19. Ainsworth’s Strange Situation • Used to study quality of attachment in infants • Observe child’s reaction when mother is present with the child in a “strange” room • Observe the child’s reaction when mother leaves • Observes the child’s reaction when mother returns

  20. Language Development • Noam Chomsky asserts that every child is born with a biological predisposition to learn language “universal grammar” • Motherese or infant directed speech--style of speech used by adults (mostly parents) in all cultures to talk to babies and children

  21. Language Development • Infant preference for human speech over other sounds • before 6 months can hear differences used in all languages • after 6 months begin to hear only differences used in native language • Cooing—vowel sounds produced 2–4 months • Babbling—consonant/vowel sounds between 4 to 6 months • Even deaf infants coo and babble

  22. MONTH Speech Characteristic 2 Cooing vowel sounds 4 Babbling consonant/vowel 10 Babbling native language sounds 12 One-word stage 24 Two-word stage 24+ Sentences Language Development

  23. Young Children’s Vocabulary • Comprehension vocabulary--words that the infant or child understands • Production vocabulary--words that the infant or child understands and can speak

  24. Gender Role Development • Gender—cultural, social, and psychological meanings associated with masculinity or femininity • Gender roles—various traits designated either masculine or feminine in a given culture • Gender identity—A person’s psychological sense of being male or female • Between ages 2-3 years, children can identify themselves and other children as boys or girls. The concept of gender or sex, is, however, based more on outward characteristics such as clothing.

  25. Gender Differences • Toddler girls tend to play more with dolls and ask for help more than boys • Toddler boys tend to play more with trucks and wagons, and to play more actively • After age 3 years we see consistent gender differences in preferred toys and activities • Children are more rigid in sex-role stereotypes than adults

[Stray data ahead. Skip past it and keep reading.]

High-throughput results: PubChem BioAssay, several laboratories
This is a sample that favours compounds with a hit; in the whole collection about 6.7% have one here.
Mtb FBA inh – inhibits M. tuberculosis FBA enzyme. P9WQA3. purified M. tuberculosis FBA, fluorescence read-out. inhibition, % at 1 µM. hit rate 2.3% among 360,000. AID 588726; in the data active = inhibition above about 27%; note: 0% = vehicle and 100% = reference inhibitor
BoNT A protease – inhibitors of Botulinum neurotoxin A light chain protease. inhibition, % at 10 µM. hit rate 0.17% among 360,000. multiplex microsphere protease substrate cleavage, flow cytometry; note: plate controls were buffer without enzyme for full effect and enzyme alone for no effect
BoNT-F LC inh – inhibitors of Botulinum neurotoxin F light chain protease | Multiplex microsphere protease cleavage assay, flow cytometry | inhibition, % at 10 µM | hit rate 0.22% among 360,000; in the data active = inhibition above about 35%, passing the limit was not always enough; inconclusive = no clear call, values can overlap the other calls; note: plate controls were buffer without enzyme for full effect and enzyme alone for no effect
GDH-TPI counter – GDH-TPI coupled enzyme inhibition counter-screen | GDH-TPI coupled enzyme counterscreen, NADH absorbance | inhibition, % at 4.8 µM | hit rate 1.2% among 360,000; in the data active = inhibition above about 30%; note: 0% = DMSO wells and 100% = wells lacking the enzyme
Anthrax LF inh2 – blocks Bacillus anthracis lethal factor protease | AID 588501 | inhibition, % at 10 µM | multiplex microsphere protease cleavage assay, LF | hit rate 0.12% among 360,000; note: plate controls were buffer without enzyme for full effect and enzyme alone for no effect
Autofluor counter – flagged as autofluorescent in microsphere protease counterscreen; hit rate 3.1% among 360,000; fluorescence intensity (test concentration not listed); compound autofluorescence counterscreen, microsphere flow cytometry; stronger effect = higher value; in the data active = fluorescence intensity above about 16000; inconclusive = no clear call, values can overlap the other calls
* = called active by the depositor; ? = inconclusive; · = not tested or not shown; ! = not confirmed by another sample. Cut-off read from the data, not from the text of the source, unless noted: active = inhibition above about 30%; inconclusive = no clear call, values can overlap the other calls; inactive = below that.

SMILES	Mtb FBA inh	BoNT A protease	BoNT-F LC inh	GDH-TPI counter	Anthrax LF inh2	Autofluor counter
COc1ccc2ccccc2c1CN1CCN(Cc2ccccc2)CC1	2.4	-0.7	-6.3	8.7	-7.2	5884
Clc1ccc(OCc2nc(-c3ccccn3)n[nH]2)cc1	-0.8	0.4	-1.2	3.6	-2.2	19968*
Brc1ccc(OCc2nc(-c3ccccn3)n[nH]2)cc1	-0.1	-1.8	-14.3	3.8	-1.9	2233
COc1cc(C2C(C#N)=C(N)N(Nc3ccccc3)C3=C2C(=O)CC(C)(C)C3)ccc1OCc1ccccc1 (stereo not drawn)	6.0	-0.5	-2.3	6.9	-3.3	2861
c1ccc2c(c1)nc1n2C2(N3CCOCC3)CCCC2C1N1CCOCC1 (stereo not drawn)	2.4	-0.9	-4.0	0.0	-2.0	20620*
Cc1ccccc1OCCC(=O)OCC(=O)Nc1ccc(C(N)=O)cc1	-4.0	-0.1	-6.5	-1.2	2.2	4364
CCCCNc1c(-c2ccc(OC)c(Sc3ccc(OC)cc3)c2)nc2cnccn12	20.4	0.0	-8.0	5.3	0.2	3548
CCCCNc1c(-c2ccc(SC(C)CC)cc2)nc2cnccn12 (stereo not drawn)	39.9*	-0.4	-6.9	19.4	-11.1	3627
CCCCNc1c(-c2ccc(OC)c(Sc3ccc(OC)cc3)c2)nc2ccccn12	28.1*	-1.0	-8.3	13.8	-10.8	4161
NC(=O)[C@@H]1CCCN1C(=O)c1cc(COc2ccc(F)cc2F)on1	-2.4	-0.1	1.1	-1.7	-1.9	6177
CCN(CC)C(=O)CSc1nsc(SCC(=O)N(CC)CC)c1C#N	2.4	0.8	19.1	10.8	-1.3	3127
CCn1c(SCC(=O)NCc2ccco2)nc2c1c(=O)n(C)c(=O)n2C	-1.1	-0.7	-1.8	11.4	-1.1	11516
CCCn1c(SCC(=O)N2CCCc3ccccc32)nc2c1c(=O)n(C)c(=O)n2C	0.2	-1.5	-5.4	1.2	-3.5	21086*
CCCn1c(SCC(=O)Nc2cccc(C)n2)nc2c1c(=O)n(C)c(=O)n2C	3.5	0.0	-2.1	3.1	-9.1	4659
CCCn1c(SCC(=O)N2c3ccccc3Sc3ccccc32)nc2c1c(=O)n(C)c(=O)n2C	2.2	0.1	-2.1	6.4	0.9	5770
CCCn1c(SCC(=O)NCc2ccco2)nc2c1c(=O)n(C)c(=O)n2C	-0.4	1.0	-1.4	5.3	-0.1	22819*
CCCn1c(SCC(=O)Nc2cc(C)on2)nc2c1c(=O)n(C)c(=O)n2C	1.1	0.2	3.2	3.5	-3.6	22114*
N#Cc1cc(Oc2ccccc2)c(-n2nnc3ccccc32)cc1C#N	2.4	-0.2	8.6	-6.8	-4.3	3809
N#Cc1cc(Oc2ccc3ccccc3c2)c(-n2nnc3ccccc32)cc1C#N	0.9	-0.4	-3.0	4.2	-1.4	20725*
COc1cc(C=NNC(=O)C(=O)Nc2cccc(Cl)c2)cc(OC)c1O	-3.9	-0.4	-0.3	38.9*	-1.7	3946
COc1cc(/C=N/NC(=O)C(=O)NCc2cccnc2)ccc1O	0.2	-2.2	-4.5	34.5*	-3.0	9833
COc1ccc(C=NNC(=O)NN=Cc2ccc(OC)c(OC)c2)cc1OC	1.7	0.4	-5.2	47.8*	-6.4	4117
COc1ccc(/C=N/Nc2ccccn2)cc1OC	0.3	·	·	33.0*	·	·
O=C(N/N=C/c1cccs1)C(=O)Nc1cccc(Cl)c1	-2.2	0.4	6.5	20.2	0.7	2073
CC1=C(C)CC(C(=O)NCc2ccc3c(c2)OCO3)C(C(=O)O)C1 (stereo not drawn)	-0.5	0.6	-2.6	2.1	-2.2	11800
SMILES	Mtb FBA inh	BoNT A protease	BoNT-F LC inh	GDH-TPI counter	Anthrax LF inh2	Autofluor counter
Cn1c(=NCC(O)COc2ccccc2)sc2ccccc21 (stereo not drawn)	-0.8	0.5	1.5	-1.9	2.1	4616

26. Social Learning Theory Gender roles are acquired through the basic processes of learning, including reinforcement, punishment, and modeling

  27. Gender Schema Theory • Gender-role development is influenced by the formation of schemas, or mental representations, of masculinity and femininity • Children actively develop mental categories of masculinity ad femininity and categorize these into gender categories or schemas • Trucks are for boys and dolls are for girls is an example of a gender schema

  28. Piaget’s Theory of Cognitive Development • Jean Piaget (1896–1980) Swiss psychologist who became leading theorist in 1930s • Piaget believed that “children are active thinkers, constantly trying to construct more advanced understandings of the world” • Cognitive development is a stage process

  29. Piaget’s Approach • Primary method was to ask children to solve problems and to question them about the reasoning behind their solutions • Discovered that children think in radically different ways than adults • Proposed that development occurs as a series of ‘stages’ differing in how the world is understood

  30. Sensorimotor Stage (birth – 2) • Information is gained through the senses and motor actions • Child perceives and manipulates but does not reason • Symbols become internalized through language development • Object permanence is acquired

  31. Object Permanence • The understanding that objects exist independent of one’s actions or perceptions of them • Before 6 months infants act as if objects removed from sight cease to exist • Can be surprised by disappearance/reappearance of a face (peek-a-boo)

  32. Preoperational Stage (2–7 years) • Emergence of symbolic thought • Centration • Egocentrism • Lack of the concept of conservation • Animism • Artificialism

  33. Concrete Operational Stage (7–12 years) • Increasingly logical thought • Classification and categorization • Less egocentric • Ability to understand that physical quantities are equal even if appearance changes (conservation) • Inability to reason abstractly or hypothetically